Maximum benefit

How many times have we heard that government should be run more like a business? Let’s put aside the fact that more businesses fail than succeed. The idea that the operations of government should be driven by the same motive as private enterprise — profit, or more specifically, that deliciously bureaucratic phrase “return on investment” — is fallacious on the face of it.

That’s not to say that government agencies should not run more efficiently. Businesses try to minimize expenses to maximize ROI, and in that respect, their models can be instructive to any enterprise: for profit, nonprofit and government alike. But as contributing writer John Moore illustrates in this week’s cover story, government officials can’t always measure their technology-buying decisions based on bottom-line business results — i.e., ROI. If they did, government might not run as well as it does.

Case in point: service-oriented architecture. SOA, it turns out, is far from DOA in mission-critical government enclaves, even though it has been widely discredited in the business world. As John points out, the Defense Department and a number of civilian agencies have some of the biggest interoperability headaches in information technology, and SOA provides a means for both integration and development/deployment efficiencies. What chief financial officer can argue with that?

Also in this issue, the subject of technology purchases led us to get down to the brass tacks of federal contracting. The Obama administration has provoked a lot of lofty, if heated, conversations about procurement policy and acquisition reform, stoked to the blue embers with a mandate to spend $787 billion in economic stimulus money. But at some point soon, the administration will have to focus on the basics of purchasing decisions.

We asked three acquisition specialists to give their best advice on

  1. The General Services Administration’s schedule contracts.
  2. Interagency contracting.
  3. Small-business set-aside contracts.

Those types of contracts account for much of the money agencies spend on IT. See what Bill Gormley, Robert Burton and Guy Timberlake have to say about them.

This week we also introduce a new section called Reader’s Corner, which features op-ed pieces commissioned from and/or volunteered by readers who submitted particularly apt responses to stories or other comments on Contributors this week are Robert Fenton and Matt McKnight.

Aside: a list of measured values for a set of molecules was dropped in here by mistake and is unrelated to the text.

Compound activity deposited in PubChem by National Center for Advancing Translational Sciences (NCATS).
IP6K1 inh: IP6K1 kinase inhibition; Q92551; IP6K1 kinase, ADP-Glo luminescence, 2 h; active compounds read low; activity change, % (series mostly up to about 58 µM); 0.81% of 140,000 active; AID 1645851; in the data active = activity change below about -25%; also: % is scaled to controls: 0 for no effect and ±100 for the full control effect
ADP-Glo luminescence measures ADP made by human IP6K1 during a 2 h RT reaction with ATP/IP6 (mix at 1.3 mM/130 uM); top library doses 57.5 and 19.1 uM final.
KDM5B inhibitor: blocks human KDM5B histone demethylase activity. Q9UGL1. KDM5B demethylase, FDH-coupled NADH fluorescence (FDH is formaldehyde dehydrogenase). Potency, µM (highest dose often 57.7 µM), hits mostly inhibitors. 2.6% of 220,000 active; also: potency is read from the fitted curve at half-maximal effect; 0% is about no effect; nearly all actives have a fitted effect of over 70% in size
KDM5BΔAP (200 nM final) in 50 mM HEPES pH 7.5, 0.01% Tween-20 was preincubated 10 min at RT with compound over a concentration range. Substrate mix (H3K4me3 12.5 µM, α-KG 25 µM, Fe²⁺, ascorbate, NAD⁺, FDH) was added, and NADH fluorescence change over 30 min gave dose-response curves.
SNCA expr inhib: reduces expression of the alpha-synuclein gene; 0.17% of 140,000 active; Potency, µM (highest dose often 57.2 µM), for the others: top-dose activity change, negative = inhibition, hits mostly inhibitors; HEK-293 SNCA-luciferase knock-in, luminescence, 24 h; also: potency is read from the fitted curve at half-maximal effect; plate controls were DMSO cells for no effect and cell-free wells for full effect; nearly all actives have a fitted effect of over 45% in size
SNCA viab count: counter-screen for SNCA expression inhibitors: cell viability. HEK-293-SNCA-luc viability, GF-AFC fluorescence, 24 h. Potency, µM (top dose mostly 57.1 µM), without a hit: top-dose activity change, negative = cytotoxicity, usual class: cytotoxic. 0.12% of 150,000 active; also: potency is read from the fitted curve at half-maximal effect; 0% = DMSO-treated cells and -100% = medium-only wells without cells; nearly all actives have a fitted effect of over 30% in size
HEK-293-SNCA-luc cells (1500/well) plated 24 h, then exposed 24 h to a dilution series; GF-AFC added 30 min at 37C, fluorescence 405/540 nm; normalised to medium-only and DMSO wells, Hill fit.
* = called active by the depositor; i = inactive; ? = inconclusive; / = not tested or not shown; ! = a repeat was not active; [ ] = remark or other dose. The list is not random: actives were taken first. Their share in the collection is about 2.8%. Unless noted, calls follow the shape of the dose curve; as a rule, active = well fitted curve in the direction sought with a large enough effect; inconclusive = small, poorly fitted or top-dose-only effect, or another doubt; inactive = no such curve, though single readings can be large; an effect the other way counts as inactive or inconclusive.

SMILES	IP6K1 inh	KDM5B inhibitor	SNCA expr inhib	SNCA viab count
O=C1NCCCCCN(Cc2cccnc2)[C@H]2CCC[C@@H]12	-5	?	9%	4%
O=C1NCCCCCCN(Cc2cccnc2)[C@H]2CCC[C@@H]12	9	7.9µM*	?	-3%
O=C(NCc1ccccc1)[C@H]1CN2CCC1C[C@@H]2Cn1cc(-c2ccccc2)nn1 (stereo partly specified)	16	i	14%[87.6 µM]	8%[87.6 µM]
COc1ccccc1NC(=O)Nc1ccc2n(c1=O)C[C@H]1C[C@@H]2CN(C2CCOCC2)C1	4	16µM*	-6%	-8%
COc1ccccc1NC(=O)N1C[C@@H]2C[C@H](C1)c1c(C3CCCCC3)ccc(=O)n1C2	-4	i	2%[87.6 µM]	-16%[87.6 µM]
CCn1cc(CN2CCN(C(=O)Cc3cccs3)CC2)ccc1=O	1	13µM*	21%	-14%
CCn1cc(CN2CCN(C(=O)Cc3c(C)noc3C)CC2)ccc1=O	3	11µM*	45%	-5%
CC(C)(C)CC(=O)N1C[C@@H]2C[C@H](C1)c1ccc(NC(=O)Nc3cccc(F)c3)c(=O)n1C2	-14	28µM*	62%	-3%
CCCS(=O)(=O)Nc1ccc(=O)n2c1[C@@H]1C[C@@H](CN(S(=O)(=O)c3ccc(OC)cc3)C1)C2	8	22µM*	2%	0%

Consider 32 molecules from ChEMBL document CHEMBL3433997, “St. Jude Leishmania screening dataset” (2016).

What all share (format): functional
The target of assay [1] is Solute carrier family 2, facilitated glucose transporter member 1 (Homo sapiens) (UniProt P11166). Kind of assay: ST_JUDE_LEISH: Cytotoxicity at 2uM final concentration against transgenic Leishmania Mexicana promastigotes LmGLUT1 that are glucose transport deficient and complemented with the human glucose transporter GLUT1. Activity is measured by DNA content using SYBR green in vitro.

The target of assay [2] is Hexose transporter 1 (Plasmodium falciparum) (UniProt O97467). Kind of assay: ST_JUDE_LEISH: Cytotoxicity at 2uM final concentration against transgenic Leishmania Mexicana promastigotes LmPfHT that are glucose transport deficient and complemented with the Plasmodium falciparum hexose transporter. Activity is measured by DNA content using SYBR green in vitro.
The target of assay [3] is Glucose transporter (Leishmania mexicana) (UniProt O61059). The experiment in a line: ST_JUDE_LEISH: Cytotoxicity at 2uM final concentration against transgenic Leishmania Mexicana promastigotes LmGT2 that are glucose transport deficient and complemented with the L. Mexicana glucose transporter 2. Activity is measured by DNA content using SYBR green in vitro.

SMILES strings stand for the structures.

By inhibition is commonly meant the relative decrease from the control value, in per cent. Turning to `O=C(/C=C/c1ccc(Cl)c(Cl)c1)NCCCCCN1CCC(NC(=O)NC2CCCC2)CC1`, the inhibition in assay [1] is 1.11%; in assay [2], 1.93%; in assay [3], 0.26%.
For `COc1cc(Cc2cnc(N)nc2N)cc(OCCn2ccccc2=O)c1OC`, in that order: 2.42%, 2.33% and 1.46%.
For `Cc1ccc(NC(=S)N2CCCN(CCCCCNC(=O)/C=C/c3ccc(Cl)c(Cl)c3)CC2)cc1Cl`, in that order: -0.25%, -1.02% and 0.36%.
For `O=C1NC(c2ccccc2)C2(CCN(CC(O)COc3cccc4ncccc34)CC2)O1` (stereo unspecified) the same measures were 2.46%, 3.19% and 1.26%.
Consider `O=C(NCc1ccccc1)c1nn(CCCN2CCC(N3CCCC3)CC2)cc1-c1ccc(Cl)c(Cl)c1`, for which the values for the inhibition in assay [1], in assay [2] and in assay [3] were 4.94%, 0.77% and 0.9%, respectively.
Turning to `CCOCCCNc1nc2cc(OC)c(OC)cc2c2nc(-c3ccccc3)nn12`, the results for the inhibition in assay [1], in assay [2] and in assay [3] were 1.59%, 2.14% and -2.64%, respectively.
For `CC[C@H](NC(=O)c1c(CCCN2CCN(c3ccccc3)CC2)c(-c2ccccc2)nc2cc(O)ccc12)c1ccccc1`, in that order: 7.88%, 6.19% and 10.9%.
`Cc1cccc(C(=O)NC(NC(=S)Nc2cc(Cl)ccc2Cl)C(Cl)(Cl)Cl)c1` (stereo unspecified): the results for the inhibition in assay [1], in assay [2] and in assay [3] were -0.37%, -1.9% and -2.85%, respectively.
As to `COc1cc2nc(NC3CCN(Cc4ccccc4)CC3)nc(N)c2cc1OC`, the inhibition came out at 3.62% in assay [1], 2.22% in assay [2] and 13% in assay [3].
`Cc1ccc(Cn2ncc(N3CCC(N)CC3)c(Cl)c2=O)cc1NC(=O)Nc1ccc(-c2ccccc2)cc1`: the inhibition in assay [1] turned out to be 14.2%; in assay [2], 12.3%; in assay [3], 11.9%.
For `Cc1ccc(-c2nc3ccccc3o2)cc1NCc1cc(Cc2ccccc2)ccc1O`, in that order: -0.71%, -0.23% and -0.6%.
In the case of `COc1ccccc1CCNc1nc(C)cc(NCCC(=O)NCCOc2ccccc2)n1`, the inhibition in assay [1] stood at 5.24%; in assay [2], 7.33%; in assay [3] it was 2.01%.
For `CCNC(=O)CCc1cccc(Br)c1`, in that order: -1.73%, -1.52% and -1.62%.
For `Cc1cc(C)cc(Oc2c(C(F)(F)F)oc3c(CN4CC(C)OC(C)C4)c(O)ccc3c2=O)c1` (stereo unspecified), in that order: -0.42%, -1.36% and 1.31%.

If you are interested in contributing an opinion piece, please contact John Monroe, director of community/user-generated content, at

About the Author

David Rapp is editor-in-chief of Federal Computer Week and VP of content for 1105 Government Information Group.

FCW in Print

In the latest issue: Looking back on three decades of big stories in federal IT.


  • Anne Rung -- Commerce Department Photo

    Exit interview with Anne Rung

    The government's departing top acquisition official said she leaves behind a solid foundation on which to build more effective and efficient federal IT.

  • Charles Phalen

    Administration appoints first head of NBIB

    The National Background Investigations Bureau announced the appointment of its first director as the agency prepares to take over processing government background checks.

  • Sen. James Lankford (R-Okla.)

    Senator: Rigid hiring process pushes millennials from federal work

    Sen. James Lankford (R-Okla.) said agencies are missing out on younger workers because of the government's rigidity, particularly its protracted hiring process.

  • FCW @ 30 GPS

    FCW @ 30

    Since 1987, FCW has covered it all -- the major contracts, the disruptive technologies, the picayune scandals and the many, many people who make federal IT function. Here's a look back at six of the most significant stories.

  • Shutterstock image.

    A 'minibus' appropriations package could be in the cards

    A short-term funding bill is expected by Sept. 30 to keep the federal government operating through early December, but after that the options get more complicated.

  • Defense Secretary Ash Carter speaks at the TechCrunch Disrupt conference in San Francisco

    DOD launches new tech hub in Austin

    The DOD is opening a new Defense Innovation Unit Experimental office in Austin, Texas, while Congress debates legislation that could defund DIUx.

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